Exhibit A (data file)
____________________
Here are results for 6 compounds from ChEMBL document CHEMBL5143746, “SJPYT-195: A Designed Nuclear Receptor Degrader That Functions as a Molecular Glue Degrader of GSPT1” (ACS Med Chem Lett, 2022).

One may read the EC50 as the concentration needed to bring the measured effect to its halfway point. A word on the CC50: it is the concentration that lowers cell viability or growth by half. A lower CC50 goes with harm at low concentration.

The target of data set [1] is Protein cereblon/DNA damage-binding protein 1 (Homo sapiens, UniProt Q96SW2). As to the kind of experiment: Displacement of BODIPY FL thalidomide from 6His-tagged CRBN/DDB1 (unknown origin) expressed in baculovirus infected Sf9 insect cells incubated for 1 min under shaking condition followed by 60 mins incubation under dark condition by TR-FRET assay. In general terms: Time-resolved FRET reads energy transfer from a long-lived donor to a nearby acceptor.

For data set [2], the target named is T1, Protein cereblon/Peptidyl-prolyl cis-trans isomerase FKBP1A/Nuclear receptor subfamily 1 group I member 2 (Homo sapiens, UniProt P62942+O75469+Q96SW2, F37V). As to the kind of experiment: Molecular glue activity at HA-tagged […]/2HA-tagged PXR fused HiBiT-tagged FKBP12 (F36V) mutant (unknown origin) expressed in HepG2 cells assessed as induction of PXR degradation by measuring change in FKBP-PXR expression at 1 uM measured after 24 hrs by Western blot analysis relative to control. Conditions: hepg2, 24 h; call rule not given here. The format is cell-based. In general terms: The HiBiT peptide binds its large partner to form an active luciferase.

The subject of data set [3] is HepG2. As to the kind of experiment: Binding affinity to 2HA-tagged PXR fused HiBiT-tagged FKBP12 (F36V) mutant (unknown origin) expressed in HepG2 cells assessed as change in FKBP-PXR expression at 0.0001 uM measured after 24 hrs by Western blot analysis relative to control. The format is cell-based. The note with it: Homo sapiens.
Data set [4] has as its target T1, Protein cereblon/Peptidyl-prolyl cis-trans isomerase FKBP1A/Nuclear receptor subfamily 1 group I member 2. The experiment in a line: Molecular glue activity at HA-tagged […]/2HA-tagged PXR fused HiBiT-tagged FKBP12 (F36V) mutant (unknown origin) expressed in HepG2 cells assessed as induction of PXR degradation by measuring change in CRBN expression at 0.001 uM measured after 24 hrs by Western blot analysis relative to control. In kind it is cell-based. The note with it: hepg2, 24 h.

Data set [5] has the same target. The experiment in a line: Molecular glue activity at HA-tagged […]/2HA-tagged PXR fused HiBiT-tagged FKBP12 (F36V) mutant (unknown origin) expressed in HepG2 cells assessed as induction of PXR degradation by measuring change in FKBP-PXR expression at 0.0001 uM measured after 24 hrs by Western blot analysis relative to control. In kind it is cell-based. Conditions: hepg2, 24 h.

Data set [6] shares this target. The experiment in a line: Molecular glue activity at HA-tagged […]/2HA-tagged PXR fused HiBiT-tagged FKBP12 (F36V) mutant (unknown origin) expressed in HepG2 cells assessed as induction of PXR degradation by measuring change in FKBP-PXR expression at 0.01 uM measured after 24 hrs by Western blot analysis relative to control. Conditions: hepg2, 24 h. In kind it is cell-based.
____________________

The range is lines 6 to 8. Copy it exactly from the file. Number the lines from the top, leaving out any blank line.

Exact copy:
Data set [4] has as its target T1, Protein cereblon/Peptidyl-prolyl cis-trans isomerase FKBP1A/Nuclear receptor subfamily 1 group I member 2. The experiment in a line: Molecular glue activity at HA-tagged […]/2HA-tagged PXR fused HiBiT-tagged FKBP12 (F36V) mutant (unknown origin) expressed in HepG2 cells assessed as induction of PXR degradation by measuring change in CRBN expression at 0.001 uM measured after 24 hrs by Western blot analysis relative to control. In kind it is cell-based. The note with it: hepg2, 24 h.

Data set [5] has the same target. The experiment in a line: Molecular glue activity at HA-tagged […]/2HA-tagged PXR fused HiBiT-tagged FKBP12 (F36V) mutant (unknown origin) expressed in HepG2 cells assessed as induction of PXR degradation by measuring change in FKBP-PXR expression at 0.0001 uM measured after 24 hrs by Western blot analysis relative to control. In kind it is cell-based. Conditions: hepg2, 24 h.

Data set [6] shares this target. The experiment in a line: Molecular glue activity at HA-tagged […]/2HA-tagged PXR fused HiBiT-tagged FKBP12 (F36V) mutant (unknown origin) expressed in HepG2 cells assessed as induction of PXR degradation by measuring change in FKBP-PXR expression at 0.01 uM measured after 24 hrs by Western blot analysis relative to control. Conditions: hepg2, 24 h. In kind it is cell-based.